State Rep. Kevin Vaughan, a Collierville Republican, agreed with Lee’s move, saying it was “necessary.”

Mayors in Shelby, Memphis, Collierville, Arlington, Bartlett and other small cities in Shelby County had already made “safer at home” declarations.

“I think it’s good to have consistency throughout the state because what happens is just because the urban cores have ‘safer at home’ orders, yet the perimeter counties don’t, the perimeter counties will still be sending patients to the hospitals located in the urban core,” Vaughan said. “And so it does make sense that everybody stays on a uniform policy.”

Balancing economic damage against public health risks is difficult, Vaughan added. But is people have a safe work environment and can maintain social distance while still accomplishing the work, he said it’s important for the economy to continue moving.

Vaughan concedes his head is getting “a little shaggy,” but he doesn’t trust anyone to cut it other than his wife. And she doesn’t want to cut his hair.

Still, other businesses can isolate employees and vendors so they don’t contact other people, he noted.

“I understand the constant weighing of cost and benefits of both keeping a business open and public health,” Vaughan said.

State Rep. Mark White, an East Memphis Republican, agreed with Vaughan in backing the governor’s move, saying he’s not quite ready to support anything stricter than a “safer at home” request.

“I know he’s been trying to find a balance,” White said. “We can see now we’re in this for a long haul, at least another six weeks ... and being concerned about people getting a weekly paycheck.”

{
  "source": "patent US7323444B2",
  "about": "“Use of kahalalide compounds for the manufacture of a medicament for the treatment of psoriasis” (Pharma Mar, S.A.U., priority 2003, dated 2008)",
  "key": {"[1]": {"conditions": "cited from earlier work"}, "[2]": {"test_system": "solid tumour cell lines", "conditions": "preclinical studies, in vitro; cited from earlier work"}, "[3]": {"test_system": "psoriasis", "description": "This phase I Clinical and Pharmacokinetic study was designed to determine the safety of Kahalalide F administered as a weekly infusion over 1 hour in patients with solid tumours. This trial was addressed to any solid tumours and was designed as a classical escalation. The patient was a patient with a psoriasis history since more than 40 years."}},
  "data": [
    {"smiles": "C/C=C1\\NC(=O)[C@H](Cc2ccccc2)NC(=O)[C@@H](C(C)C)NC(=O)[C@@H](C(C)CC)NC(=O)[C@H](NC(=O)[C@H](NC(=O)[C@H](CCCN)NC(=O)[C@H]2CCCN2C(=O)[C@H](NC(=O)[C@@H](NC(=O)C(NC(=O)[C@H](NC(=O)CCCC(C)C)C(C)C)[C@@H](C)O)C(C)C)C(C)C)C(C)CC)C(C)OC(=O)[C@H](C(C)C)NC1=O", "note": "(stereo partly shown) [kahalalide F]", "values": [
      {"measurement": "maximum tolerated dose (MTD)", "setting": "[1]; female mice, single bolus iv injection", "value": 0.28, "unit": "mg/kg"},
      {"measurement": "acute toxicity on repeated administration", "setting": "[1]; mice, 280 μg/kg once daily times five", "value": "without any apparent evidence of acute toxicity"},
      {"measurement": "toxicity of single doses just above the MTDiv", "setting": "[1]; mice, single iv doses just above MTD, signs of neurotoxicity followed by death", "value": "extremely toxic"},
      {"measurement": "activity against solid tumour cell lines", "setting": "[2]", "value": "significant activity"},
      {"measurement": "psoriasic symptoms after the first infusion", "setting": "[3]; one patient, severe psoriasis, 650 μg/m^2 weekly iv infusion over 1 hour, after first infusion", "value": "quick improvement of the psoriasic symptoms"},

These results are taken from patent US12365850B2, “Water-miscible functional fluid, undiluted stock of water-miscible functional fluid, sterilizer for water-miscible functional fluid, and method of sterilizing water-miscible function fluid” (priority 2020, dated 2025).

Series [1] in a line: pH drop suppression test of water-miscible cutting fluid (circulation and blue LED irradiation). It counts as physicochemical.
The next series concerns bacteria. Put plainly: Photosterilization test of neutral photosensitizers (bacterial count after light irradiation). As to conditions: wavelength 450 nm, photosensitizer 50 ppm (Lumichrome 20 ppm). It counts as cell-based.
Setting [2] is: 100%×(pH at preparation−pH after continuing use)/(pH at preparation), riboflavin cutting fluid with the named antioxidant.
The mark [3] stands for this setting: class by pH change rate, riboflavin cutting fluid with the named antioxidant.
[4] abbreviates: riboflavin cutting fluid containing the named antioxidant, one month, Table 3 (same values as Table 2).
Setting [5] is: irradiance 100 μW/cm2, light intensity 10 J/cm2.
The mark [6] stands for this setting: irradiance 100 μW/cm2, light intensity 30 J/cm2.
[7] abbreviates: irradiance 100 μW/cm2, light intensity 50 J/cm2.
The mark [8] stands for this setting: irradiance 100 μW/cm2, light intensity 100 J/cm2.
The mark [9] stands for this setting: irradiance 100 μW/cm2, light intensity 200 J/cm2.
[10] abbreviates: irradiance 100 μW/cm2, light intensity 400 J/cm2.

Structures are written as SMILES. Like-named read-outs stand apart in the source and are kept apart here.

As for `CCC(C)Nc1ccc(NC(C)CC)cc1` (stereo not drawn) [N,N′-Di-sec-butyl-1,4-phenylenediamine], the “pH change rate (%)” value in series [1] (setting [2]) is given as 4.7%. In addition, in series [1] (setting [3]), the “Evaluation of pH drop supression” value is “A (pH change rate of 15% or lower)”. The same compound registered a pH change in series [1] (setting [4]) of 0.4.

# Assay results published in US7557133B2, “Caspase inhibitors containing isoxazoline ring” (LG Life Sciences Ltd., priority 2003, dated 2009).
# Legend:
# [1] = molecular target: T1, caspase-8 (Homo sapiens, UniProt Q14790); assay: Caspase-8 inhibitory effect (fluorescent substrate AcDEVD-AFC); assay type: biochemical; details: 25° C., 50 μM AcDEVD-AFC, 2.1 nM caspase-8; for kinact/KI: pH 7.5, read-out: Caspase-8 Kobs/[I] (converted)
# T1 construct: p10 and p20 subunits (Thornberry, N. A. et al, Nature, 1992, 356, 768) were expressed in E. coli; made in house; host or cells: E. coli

Federal unemployment funds should supplement state unemployment payments to help people ride out the emergency, he said.

Shelby County up to 405 cases, including 3 deaths

Lee previously shut down gyms and restaurants, except for those capable of doing drive-thru or pickup orders. He also limited gatherings to 10 or fewer people.

President Donald Trump floated the idea last week of reopening the economy April 12. But that met resistance from public health officials, and he has since set an April 30 target date to lift restrictions on nonessential businesses.

Parkinson contends making those types of predictions are fruitless when people are dying and the number of cases is rising.

“It’s amazing how arrogant we are as humans … when we’re fighting against something we can’t even see,” Parkinson said.

The state and nation are also battling human nature and people’s desire to be social and move around instead of sitting in their homes.

“I think we need a little humbling, and we need some good leadership to be strong and decisive for the sake of lives in our state,” Parkinson said.

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Antonio Parkinson Jim Coley Kevin Vaughan
Sam Stockard

Sam Stockard

Sam Stockard is a Nashville-based reporter with more than 30 years of journalism experience as a writer, editor and columnist covering the state Legislature and Tennessee politics for The Daily Memphian.